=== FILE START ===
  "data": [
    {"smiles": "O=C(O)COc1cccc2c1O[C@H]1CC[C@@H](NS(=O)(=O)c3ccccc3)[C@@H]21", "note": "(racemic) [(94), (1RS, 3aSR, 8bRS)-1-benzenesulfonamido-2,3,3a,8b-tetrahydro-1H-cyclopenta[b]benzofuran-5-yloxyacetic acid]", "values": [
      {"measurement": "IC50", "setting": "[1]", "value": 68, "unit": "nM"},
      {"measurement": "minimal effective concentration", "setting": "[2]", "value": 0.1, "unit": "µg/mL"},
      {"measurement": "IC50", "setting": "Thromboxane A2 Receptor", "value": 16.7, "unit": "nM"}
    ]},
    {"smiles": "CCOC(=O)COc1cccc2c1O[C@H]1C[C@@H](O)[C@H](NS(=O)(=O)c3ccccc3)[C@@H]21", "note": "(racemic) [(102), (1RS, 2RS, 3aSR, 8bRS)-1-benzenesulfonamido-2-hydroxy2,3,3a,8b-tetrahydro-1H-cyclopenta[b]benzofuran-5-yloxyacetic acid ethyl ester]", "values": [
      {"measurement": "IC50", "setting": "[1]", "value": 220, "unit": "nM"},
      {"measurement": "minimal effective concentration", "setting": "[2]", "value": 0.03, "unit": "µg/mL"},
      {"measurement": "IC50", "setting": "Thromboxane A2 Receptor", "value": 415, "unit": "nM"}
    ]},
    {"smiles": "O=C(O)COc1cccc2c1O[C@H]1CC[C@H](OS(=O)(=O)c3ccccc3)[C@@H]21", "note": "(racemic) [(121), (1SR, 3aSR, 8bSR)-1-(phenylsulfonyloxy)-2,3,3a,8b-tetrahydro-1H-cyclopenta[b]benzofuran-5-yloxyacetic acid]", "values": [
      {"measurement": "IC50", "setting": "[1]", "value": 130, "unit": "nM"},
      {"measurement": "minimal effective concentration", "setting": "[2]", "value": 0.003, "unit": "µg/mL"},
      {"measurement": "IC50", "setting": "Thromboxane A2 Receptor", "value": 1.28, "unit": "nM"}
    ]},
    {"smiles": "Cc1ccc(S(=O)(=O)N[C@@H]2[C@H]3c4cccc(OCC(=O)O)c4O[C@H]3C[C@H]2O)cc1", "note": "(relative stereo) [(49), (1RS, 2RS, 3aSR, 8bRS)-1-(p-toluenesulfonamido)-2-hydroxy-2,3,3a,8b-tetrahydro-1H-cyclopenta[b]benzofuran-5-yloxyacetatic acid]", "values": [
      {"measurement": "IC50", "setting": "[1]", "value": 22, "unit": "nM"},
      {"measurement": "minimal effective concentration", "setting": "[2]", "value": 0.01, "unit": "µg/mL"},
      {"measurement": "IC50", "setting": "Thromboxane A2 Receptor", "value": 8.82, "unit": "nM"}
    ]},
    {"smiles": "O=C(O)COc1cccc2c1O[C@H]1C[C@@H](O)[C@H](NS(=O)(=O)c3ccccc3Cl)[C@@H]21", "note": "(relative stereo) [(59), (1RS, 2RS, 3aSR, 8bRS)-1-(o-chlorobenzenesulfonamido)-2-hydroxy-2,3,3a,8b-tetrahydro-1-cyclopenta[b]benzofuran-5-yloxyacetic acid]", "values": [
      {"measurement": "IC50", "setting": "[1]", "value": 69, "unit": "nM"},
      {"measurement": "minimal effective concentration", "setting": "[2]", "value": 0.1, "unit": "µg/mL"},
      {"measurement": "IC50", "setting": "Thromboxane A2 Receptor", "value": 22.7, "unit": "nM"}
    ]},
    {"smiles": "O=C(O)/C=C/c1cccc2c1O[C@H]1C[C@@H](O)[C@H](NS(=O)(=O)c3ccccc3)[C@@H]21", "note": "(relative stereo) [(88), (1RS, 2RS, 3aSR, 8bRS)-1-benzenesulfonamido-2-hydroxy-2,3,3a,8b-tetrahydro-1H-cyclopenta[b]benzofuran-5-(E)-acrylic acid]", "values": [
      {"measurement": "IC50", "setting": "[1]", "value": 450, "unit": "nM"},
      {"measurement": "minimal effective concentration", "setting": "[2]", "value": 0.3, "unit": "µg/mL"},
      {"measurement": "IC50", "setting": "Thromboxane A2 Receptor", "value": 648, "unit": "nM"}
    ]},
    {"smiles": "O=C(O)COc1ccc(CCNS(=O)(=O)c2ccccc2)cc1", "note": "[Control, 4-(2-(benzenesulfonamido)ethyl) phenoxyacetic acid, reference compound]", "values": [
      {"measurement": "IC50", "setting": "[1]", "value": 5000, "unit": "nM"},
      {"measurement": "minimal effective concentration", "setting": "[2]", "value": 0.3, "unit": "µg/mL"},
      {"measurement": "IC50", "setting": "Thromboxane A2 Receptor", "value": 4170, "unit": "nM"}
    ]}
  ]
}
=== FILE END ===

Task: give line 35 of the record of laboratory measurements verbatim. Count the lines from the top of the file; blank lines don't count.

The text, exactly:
      {"measurement": "IC50", "setting": "Thromboxane A2 Receptor", "value": 4170, "unit": "nM"}